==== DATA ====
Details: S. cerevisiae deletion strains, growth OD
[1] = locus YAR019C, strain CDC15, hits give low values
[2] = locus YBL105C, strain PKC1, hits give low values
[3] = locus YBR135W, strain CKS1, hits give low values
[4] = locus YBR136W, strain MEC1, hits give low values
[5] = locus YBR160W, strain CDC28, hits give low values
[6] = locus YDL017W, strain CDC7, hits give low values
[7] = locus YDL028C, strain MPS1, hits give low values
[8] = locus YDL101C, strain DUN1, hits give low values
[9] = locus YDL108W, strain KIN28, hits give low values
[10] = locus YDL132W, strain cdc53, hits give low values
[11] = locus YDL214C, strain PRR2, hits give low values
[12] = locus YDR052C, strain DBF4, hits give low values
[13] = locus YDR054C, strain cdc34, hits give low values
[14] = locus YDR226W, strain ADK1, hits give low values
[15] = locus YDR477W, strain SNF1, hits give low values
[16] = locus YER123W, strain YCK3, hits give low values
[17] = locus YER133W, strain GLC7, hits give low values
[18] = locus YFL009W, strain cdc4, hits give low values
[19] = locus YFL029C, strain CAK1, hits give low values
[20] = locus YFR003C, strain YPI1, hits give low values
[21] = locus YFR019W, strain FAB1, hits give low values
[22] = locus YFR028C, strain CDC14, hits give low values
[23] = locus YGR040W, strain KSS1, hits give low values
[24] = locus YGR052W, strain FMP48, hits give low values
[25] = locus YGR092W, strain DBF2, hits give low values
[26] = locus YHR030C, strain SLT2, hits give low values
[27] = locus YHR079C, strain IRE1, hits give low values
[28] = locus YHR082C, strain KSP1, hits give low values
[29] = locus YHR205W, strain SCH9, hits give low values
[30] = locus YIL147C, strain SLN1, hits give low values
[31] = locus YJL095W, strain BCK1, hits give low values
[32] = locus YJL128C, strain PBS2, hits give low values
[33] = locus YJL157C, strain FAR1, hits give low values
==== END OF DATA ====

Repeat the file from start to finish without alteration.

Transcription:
Details: S. cerevisiae deletion strains, growth OD
[1] = locus YAR019C, strain CDC15, hits give low values
[2] = locus YBL105C, strain PKC1, hits give low values
[3] = locus YBR135W, strain CKS1, hits give low values
[4] = locus YBR136W, strain MEC1, hits give low values
[5] = locus YBR160W, strain CDC28, hits give low values
[6] = locus YDL017W, strain CDC7, hits give low values
[7] = locus YDL028C, strain MPS1, hits give low values
[8] = locus YDL101C, strain DUN1, hits give low values
[9] = locus YDL108W, strain KIN28, hits give low values
[10] = locus YDL132W, strain cdc53, hits give low values
[11] = locus YDL214C, strain PRR2, hits give low values
[12] = locus YDR052C, strain DBF4, hits give low values
[13] = locus YDR054C, strain cdc34, hits give low values
[14] = locus YDR226W, strain ADK1, hits give low values
[15] = locus YDR477W, strain SNF1, hits give low values
[16] = locus YER123W, strain YCK3, hits give low values
[17] = locus YER133W, strain GLC7, hits give low values
[18] = locus YFL009W, strain cdc4, hits give low values
[19] = locus YFL029C, strain CAK1, hits give low values
[20] = locus YFR003C, strain YPI1, hits give low values
[21] = locus YFR019W, strain FAB1, hits give low values
[22] = locus YFR028C, strain CDC14, hits give low values
[23] = locus YGR040W, strain KSS1, hits give low values
[24] = locus YGR052W, strain FMP48, hits give low values
[25] = locus YGR092W, strain DBF2, hits give low values
[26] = locus YHR030C, strain SLT2, hits give low values
[27] = locus YHR079C, strain IRE1, hits give low values
[28] = locus YHR082C, strain KSP1, hits give low values
[29] = locus YHR205W, strain SCH9, hits give low values
[30] = locus YIL147C, strain SLN1, hits give low values
[31] = locus YJL095W, strain BCK1, hits give low values
[32] = locus YJL128C, strain PBS2, hits give low values
[33] = locus YJL157C, strain FAR1, hits give low values